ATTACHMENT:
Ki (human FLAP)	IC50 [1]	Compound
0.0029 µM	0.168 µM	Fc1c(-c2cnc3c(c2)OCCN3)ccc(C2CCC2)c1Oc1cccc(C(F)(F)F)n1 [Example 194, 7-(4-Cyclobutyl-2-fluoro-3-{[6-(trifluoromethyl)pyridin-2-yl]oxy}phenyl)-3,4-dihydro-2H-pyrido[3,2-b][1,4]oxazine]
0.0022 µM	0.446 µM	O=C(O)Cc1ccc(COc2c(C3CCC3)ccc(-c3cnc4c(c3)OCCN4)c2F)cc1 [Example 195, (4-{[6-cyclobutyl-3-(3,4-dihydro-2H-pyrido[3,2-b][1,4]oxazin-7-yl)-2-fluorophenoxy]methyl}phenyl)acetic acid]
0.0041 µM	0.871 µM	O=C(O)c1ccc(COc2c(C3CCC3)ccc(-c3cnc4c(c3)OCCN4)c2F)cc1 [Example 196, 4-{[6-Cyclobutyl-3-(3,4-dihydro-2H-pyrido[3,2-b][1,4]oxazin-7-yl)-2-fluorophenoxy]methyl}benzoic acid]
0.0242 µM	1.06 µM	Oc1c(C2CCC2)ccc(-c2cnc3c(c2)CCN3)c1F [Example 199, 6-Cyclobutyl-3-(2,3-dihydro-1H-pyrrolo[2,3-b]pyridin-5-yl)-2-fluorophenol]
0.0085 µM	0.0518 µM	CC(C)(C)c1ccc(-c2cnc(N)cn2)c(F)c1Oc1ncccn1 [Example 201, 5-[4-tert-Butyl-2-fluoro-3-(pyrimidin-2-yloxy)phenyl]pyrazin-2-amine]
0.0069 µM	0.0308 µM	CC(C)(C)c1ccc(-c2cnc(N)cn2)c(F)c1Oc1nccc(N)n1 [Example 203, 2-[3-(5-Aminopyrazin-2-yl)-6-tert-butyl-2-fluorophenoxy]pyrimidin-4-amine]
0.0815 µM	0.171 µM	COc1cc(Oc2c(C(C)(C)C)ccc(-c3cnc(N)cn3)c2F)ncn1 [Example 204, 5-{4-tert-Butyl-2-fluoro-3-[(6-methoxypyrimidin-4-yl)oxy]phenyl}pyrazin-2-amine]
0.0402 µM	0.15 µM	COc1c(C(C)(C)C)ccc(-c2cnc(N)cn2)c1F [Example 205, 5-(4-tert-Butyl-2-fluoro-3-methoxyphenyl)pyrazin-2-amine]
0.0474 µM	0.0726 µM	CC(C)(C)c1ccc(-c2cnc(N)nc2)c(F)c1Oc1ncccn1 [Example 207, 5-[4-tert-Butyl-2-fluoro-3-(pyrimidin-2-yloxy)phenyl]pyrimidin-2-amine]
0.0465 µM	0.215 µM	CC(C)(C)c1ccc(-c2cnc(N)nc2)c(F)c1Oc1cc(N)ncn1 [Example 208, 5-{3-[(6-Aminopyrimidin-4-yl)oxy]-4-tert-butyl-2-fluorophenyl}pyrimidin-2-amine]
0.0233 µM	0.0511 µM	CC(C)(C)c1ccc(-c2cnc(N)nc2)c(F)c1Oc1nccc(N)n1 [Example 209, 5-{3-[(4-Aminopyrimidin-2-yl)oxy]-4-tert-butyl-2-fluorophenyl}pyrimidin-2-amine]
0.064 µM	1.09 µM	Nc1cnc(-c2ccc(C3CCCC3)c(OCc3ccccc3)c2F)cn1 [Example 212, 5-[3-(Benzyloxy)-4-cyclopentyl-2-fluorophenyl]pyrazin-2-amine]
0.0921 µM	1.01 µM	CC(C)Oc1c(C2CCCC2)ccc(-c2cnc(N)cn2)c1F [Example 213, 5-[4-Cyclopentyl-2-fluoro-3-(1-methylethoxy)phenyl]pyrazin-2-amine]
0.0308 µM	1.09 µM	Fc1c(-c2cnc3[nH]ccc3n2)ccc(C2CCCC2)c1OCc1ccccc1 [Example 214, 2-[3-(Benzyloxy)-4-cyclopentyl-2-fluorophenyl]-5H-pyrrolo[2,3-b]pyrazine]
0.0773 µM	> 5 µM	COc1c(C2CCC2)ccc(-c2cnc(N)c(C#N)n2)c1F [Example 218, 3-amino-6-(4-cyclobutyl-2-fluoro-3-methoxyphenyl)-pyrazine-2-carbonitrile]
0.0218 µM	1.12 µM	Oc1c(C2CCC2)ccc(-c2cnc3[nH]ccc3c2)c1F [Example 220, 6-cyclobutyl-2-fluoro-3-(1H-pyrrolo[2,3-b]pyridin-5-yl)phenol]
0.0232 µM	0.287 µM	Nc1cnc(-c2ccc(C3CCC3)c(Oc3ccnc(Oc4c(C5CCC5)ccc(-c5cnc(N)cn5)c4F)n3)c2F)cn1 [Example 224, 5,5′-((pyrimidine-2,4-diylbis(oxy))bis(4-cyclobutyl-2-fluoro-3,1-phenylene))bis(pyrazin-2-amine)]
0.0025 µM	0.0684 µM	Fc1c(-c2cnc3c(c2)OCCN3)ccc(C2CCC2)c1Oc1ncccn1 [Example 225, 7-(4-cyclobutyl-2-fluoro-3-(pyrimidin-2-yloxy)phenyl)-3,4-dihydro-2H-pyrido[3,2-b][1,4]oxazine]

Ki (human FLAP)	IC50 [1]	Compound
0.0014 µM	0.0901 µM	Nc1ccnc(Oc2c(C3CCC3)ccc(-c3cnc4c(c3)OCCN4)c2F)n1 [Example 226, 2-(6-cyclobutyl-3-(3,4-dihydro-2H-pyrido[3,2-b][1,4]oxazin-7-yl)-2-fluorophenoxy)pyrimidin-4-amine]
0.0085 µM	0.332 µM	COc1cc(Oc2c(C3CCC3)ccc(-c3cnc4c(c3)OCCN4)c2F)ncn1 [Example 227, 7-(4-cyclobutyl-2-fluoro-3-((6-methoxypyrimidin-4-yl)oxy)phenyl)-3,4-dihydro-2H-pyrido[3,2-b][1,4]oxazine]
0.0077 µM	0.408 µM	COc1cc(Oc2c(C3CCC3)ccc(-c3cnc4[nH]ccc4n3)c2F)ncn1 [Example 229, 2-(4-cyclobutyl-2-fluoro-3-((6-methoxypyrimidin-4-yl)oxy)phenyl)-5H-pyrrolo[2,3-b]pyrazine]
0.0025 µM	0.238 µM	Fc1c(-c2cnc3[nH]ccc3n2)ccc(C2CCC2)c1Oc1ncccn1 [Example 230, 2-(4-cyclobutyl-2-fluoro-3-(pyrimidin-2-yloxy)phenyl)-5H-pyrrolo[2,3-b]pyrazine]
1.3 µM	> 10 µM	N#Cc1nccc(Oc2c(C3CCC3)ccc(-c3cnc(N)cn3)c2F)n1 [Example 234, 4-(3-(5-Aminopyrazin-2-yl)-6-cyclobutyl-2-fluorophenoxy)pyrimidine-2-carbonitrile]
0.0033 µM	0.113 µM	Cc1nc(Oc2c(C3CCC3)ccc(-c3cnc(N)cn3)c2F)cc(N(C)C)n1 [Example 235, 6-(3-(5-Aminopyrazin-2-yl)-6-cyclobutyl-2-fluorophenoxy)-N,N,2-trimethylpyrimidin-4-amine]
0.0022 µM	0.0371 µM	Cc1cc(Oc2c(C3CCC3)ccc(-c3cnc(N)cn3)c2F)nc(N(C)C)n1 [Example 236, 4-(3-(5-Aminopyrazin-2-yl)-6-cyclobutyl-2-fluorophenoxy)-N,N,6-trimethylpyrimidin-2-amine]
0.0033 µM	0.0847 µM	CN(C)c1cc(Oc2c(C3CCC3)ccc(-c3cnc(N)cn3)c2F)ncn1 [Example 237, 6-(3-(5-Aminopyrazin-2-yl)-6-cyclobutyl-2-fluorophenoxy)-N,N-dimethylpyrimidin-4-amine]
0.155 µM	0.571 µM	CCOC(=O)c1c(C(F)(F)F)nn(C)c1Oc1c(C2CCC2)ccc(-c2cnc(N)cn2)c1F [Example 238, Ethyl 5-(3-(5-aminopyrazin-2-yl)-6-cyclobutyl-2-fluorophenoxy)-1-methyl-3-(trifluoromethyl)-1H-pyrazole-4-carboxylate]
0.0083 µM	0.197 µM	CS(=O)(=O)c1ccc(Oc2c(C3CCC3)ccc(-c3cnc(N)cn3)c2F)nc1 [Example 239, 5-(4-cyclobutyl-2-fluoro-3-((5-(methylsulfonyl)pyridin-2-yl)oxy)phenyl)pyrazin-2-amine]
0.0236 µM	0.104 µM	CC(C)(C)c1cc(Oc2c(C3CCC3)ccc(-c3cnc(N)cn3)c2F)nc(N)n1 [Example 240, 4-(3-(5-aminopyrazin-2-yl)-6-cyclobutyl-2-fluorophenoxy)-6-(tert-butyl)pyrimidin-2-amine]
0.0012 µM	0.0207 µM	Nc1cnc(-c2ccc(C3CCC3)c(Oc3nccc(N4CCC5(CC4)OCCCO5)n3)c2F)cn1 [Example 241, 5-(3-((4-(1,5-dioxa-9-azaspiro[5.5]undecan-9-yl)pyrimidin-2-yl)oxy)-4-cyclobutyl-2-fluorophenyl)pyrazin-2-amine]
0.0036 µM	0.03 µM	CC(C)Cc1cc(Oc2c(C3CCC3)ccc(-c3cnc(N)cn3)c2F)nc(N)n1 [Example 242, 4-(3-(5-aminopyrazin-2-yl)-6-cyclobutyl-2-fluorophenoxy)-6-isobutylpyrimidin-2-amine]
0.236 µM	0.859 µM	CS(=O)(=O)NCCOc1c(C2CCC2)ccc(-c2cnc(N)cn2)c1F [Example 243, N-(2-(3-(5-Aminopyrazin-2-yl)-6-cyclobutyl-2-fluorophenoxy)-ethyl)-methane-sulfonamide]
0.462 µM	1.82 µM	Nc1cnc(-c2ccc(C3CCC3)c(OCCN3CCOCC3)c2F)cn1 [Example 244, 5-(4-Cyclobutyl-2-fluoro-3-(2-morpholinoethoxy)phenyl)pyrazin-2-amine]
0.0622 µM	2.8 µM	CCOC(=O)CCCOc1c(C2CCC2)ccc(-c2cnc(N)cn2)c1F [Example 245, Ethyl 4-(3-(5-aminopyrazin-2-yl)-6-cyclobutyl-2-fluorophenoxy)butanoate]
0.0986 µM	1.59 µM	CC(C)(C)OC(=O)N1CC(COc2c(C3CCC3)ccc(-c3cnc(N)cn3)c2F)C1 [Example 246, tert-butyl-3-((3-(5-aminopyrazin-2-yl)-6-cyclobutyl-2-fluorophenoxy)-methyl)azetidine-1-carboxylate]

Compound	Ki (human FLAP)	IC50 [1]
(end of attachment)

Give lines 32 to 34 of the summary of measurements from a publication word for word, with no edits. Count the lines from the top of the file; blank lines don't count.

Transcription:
0.0012 µM	0.0207 µM	Nc1cnc(-c2ccc(C3CCC3)c(Oc3nccc(N4CCC5(CC4)OCCCO5)n3)c2F)cn1 [Example 241, 5-(3-((4-(1,5-dioxa-9-azaspiro[5.5]undecan-9-yl)pyrimidin-2-yl)oxy)-4-cyclobutyl-2-fluorophenyl)pyrazin-2-amine]
0.0036 µM	0.03 µM	CC(C)Cc1cc(Oc2c(C3CCC3)ccc(-c3cnc(N)cn3)c2F)nc(N)n1 [Example 242, 4-(3-(5-aminopyrazin-2-yl)-6-cyclobutyl-2-fluorophenoxy)-6-isobutylpyrimidin-2-amine]
0.236 µM	0.859 µM	CS(=O)(=O)NCCOc1c(C2CCC2)ccc(-c2cnc(N)cn2)c1F [Example 243, N-(2-(3-(5-Aminopyrazin-2-yl)-6-cyclobutyl-2-fluorophenoxy)-ethyl)-methane-sulfonamide]